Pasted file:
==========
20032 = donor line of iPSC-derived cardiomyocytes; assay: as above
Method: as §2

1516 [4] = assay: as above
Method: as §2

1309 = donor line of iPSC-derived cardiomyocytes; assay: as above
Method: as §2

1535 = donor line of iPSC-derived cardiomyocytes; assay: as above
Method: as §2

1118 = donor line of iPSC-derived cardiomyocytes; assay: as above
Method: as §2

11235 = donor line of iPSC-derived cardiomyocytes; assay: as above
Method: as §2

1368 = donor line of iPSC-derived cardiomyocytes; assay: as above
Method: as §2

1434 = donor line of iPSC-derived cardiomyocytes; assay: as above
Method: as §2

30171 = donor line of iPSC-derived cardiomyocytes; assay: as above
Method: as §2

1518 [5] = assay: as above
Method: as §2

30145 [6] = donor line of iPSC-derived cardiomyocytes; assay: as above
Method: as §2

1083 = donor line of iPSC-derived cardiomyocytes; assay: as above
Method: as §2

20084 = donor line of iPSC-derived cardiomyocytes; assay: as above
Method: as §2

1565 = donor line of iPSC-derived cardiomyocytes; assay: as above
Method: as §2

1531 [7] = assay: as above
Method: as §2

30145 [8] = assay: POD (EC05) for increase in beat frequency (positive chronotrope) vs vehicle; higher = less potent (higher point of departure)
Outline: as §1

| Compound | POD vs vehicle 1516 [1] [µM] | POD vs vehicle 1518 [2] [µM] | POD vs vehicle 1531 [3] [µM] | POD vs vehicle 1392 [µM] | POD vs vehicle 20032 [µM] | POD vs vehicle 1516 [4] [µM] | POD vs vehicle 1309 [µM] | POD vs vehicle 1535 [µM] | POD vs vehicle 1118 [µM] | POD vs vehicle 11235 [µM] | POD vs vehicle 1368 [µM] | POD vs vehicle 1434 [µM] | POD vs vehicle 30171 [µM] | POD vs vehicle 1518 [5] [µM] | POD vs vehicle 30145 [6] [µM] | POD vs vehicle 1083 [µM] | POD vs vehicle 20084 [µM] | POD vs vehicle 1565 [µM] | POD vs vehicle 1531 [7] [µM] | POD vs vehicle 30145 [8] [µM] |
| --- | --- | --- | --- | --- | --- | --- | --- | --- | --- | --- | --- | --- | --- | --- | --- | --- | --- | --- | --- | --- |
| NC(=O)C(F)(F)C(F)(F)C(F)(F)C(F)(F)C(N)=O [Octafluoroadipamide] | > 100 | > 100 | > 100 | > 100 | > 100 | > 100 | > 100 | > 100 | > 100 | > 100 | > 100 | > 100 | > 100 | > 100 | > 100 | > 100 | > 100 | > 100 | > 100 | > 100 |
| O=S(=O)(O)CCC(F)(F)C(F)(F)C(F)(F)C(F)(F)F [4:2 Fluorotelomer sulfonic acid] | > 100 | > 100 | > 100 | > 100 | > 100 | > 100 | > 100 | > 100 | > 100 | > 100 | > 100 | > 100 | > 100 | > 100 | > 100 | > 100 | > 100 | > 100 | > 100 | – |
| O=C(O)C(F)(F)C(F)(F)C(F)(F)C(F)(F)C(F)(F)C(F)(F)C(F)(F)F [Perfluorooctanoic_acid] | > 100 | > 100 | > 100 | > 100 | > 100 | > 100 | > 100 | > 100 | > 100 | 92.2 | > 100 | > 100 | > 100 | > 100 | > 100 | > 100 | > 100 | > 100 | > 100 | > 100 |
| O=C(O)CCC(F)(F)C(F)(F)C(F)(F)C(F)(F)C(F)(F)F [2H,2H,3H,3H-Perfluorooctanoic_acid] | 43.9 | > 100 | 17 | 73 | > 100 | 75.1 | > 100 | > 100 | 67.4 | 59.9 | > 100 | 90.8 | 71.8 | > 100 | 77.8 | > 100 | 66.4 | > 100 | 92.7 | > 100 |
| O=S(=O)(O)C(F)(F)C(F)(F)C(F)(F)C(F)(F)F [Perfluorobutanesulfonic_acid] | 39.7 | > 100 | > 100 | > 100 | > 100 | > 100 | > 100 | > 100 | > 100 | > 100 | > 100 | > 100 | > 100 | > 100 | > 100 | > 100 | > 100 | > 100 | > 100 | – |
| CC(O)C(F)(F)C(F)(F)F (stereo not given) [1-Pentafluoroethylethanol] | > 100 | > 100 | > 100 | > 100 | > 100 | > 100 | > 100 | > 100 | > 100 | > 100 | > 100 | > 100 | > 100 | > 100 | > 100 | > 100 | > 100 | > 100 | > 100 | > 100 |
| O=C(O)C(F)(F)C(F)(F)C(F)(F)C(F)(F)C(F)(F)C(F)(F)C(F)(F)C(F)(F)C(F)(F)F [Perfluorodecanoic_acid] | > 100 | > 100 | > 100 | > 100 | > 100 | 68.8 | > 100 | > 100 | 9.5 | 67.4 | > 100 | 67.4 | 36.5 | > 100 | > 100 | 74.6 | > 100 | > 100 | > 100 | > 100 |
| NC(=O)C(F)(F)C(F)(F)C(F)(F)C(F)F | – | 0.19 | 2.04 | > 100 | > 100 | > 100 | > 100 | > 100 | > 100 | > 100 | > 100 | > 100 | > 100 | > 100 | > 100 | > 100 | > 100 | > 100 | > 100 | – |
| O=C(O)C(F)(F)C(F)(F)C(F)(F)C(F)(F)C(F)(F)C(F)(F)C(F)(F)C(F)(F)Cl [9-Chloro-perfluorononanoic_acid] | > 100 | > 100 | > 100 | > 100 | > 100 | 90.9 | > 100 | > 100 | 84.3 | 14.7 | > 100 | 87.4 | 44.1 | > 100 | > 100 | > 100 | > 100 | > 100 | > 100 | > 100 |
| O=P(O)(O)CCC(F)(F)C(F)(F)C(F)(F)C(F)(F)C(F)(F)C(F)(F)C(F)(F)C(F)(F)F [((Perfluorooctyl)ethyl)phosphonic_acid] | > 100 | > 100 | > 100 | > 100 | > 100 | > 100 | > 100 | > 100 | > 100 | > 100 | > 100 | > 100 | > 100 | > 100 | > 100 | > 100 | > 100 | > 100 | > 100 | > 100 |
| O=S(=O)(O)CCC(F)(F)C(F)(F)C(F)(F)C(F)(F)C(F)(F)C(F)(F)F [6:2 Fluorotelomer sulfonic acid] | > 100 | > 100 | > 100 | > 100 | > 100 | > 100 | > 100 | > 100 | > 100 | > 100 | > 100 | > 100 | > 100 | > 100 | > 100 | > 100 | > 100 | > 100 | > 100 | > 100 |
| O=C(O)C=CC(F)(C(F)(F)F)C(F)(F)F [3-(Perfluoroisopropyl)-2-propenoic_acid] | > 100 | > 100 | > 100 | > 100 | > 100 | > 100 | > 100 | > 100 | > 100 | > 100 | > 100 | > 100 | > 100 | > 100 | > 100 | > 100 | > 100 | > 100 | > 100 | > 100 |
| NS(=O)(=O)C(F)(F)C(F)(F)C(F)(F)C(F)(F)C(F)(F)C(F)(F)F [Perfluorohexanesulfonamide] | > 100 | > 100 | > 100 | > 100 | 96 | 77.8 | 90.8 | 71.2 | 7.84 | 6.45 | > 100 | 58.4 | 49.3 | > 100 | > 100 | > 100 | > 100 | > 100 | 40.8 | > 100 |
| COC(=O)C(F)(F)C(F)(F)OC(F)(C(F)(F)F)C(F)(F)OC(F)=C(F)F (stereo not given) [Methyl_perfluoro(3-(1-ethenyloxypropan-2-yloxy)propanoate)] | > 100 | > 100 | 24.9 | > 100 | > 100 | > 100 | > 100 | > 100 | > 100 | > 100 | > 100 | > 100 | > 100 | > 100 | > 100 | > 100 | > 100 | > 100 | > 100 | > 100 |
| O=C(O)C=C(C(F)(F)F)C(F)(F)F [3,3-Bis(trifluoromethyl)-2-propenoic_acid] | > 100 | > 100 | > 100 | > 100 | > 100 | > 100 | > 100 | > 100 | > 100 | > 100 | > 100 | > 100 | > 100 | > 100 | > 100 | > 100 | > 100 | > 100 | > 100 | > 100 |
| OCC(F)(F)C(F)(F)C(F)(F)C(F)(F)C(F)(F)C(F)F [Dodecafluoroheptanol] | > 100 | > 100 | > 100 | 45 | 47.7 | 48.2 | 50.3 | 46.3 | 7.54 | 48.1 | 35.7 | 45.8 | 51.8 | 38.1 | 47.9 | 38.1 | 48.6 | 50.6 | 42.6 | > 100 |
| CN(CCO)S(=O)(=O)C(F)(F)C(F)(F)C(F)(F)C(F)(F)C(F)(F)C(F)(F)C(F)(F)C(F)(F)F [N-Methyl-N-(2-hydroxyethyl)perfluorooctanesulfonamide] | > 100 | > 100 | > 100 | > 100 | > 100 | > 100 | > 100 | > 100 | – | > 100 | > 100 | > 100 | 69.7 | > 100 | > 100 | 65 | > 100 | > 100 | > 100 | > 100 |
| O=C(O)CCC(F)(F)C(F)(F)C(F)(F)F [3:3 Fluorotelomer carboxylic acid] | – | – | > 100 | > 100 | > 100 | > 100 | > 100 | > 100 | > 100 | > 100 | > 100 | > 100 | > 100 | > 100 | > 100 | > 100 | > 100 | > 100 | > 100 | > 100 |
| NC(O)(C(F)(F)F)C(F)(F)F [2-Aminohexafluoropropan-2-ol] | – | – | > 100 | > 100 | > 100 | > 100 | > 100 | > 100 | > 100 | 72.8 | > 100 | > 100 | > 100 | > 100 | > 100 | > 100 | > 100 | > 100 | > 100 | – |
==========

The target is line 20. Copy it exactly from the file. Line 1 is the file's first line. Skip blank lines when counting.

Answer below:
Method: as §2